With Christmas fast approaching, the time for guilt-free consumption of all that’s sweet and delicious is nearly here. In West, cooks have always looked for ways to preserve the abundant autumn harvest through the barren winter months, and the Christmas cake is a great example. Its high alcohol content (in west) keeps it moist and ready to eat for months – assuming you can keep your hands off it!
But it hasn’t always looked as it does today. Marzipan and icing were a Victorian addition, inspired by the earlier tradition for a Twelfth Night Cake, which was baked to celebrate the end of the twelve days of Christmas. It was a night of parties, feasts, and games and the cake was a part of it. Two beans were hidden in the mix, and the man and woman who found them were treated as king and queen for the night-a tradition that seems ripe for revival!
Stollen has been part of Christmas in Germany since at least the 15th century and has turned up on to different part of the globe in recent times. It’s made in much the same way as a regular sweetened fruit bread. But once it’s taken from the oven, the still-warm loaf is slathered in butter and rolled in icing sugar.
For we all like figgy pudding – even it these days the Middle Eastern fruit is largely lacking from out recipes. But how did the dense steamed cake come to be? Today’s Christmas pudding is less meant grain, more sweet. It’s the embodiment of all those classic Christmas flavors – fruit, alcohol, nuts, and spices- in one deliciously rich dish. But festive chefs still face the same problem: how to avoid the dreaded cannonball-like consistency of a pudding gone wrong.
Few aromas summon the spirit of Christmas like that of a freshly baked mince pie. But these familiar festive treats haven’t always looked and tasted the way they do today. For most of their history, the pies were coffin-shaped and filled with actual minced meat- normally mutton along with the usual fruit and spices. The sugar of the fruit and the strong spices were great for preserving meat through winter or hiding the taste of goods that were past their best.
On the cake decorating front, the New Year will usher in a wide range of color trends that cake decorators need to be keenly aware of. One example is chalky pastels with unfinished edges and imperfect textures that become part of a worn, shabby but familiar style. Colors are muted yet contemporary, You’ll start seeing more chalky pastels in 2018. The trend, particularly in large metros, is driven by the rising cost of city living for young creatives, who are moving to the edge of urban areas to create subcultures of urban influence. Cake decorators are moving between city and suburbs in their cake designs, and this brings a combination of grit and beauty into the design process. Painting on cakes also falls into this trend.
Other notable cake trends for the upcoming year include the use of emojis, candies, and cereals, The popularity of drip drizzle cakes is expected to grow, as well as youthful, succinct messaging like “HBD” on cakes, rather than “Happy Birthday”.
Fondant for cakes has been around for decades but now cake decorators are promoting a new idea: fondant cookies and accents. Many recommend using fondant on top of decorated cookies to make clean, colorful, eye-popping designs. “One of the things I love so much about using fondant is that you are able to put your own stamp on it and make more money,” says one baker in the town. “There are so many things you can do that will increase your profitability.” Another useful trick is to use fondant to make cake toppers ahead of time, like a fondant bluebird that you can place on top of a decorated cake. You can also make custom flower-shaped cookie cutters so “you have something nobody else has.”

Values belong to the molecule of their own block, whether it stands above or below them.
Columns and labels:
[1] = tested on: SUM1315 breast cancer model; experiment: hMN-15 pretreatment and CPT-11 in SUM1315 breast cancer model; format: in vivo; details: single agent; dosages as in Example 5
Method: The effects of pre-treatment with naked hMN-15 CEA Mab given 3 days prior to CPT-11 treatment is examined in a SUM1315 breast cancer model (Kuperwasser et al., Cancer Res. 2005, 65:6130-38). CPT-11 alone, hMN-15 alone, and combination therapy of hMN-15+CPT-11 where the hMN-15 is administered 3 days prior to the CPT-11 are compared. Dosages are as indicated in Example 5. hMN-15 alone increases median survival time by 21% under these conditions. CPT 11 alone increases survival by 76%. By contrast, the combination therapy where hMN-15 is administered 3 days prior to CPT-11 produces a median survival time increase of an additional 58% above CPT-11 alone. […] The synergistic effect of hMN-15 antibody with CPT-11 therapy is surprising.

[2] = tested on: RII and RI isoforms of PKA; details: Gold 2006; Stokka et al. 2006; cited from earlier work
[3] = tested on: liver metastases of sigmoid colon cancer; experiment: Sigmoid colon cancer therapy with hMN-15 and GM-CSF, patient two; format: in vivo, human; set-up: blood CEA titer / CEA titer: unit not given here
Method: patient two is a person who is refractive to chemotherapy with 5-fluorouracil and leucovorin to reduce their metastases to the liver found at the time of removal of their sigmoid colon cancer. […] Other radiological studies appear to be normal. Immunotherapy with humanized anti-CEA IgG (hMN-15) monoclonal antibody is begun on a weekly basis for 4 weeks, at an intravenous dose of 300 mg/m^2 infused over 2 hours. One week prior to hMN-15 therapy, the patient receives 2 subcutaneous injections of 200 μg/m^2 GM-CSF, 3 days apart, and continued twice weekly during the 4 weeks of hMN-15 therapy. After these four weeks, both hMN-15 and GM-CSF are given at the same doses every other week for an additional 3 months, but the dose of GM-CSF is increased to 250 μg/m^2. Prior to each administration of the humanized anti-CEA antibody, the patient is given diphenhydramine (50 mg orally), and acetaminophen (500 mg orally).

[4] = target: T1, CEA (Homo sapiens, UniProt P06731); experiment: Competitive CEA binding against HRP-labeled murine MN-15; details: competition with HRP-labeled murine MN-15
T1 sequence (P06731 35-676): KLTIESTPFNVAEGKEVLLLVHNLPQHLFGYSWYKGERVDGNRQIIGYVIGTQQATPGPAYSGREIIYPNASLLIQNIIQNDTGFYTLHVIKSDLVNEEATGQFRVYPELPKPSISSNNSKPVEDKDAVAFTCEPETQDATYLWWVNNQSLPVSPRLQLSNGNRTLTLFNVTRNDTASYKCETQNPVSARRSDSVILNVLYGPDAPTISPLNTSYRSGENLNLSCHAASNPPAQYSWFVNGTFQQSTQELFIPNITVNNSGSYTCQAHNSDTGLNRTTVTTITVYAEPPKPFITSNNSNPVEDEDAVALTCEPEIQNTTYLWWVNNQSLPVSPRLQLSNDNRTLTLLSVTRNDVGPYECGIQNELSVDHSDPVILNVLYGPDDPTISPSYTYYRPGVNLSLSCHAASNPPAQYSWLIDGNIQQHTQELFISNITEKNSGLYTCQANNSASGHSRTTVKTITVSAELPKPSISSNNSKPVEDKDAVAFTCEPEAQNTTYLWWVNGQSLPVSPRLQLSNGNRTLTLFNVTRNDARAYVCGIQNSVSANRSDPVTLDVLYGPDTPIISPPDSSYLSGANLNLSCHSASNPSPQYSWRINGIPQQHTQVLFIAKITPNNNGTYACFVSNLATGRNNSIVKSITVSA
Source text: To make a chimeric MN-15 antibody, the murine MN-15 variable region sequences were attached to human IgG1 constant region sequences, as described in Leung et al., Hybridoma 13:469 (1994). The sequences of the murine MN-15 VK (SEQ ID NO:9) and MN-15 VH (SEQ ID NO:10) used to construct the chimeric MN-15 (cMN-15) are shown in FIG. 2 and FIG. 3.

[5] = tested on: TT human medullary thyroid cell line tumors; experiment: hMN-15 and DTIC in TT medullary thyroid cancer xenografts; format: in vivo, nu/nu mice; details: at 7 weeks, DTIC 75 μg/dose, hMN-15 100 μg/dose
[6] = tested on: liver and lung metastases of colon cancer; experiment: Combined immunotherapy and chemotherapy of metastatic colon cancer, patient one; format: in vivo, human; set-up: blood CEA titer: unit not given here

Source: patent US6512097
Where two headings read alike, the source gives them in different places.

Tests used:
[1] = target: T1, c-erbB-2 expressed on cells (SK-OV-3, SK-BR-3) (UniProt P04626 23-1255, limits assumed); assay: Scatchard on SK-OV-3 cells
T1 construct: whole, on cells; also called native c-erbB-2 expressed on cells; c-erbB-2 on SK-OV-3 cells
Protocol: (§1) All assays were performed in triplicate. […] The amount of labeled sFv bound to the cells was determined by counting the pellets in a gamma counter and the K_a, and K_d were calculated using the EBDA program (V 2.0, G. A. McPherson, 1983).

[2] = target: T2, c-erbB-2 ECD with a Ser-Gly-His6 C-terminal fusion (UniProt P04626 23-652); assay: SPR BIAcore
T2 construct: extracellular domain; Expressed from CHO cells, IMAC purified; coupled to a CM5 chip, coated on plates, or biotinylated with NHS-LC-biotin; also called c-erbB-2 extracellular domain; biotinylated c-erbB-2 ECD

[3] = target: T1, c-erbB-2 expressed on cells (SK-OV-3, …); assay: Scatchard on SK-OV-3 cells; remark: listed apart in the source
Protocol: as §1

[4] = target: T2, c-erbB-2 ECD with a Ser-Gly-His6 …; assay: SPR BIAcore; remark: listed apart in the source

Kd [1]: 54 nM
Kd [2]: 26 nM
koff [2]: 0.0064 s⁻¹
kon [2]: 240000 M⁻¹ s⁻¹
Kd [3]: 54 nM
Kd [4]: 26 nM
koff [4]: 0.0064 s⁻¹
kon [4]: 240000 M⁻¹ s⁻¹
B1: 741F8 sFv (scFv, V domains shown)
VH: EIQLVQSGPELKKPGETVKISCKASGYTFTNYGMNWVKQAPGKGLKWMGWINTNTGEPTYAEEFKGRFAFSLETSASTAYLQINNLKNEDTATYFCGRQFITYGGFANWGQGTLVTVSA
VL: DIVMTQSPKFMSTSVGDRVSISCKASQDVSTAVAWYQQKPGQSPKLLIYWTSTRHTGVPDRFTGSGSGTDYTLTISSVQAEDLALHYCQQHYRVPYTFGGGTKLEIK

Personalization is paramount in today’s world, and many shops feature a number of innovative ways you can personalize the look of your indulgent desserts, including printed chocolates, full-color printing, and even cookie toppers.
In vogue are Mini Chocolate pearls that are tiny dark, milk and white chocolate beads with a crispy biscuit center top off drinks center top off drinks with a shiny, crunchy bite and chocolate taste. There is also a variety of chocolates that are roughly, uneven shaped. These add a rugged finish atop desserts and pastries. This great versatility allows for use in mixed ice cream and chocolate mousse applications, or as an inclusion for a muffin, brownies or bread dough.
Even with consumers increasingly making better-for-you food and beverage choices, they are not ready to give up on dessert. Individual tarts are making serious inroads at pastry shops across the country. They allow you to push the limits of creativity with flavor combinations that intrigue shoppers into wanting more.
Nothing seems capable of slowing down dessert sales. With the current atmosphere of health-and-wellness pushing the food industry, it would seem a safe assumption that desserts would be falling out of favor with consumers. The numbers, however, suggest otherwise. Now pie bakers are latching onto a statistically proven link between pies and holidays to create opportunities for sales growth throughout the calendar. Through larger sizes and new flavors, pies can keep consumers celebrating all year round. Strategies such as using traditionally seasonal flavors year-round, single- serve pies, and innovative flavors are being employed by pie bakers.
It’s always important to make a name for the bakery within the local community, and retailers can accomplish this in numerous ways. Most bakeries focus on public relations and high-quality pastries to keep customers aware of their presence, as well as new menu items. They create recipes from scratch, bake in small batches and use high equality ingredients for their desserts. Currently on the menu are a variety of seasonal treats and local flavors.